In an important move signaling the close of the nearly decade-long Soviet military intervention in Afghanistan, the last Russian troops withdraw from the capital city of Kabul. Less than two weeks later, all Soviet troops departed Afghanistan entirely, ending what many observers referred to as Russia's "Vietnam."
Soviet armed forces entered Afghanistan in December 1979 to support that nation's pro-Soviet communist government in its battles with Muslim rebels. Almost immediately, the Soviet Union found itself mired in a rapidly escalating conflict. Afghan rebels put up unexpectedly stiff resistance to the Russian intervention. Soon, thousands of Soviet troops were fighting a bloody, costly, and ultimately frustrating battle to end the Afghan resistance. By the time the Soviets started to withdraw in early 1989, over 13,000 Russian soldiers were dead and over 22,000 had been wounded. The Soviet Union also suffered from a very negative diplomatic response from the United States--President Jimmy Carter put a hold on arms negotiations, asked for economic sanctions, and pressed for an American boycott of the 1980 Olympics in Moscow.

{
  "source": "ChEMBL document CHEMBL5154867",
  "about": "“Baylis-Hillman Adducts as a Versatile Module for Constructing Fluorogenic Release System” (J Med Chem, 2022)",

By 1988, Soviet leader Mikhail Gorbachev decided that the manpower and financial drains imposed by Afghanistan were unacceptable and indicated that Soviet troops would shortly begin their withdrawal. The Soviet Union was in the midst of tremendous internal political and economic instability at the time, and Gorbachev's action in regards to Afghanistan was yet another indication that Soviet power was on the wane. In less than three years, Gorbachev had resigned and the Soviet Union had ceased to exist. For Afghanistan, the Soviet withdrawal did not mean an end to the death and destruction. The Afghan rebels, who had been armed to the teeth by U.S. aid, simply turned their attention to political and religious rivals within the country. Civil war continued to wrack the nation.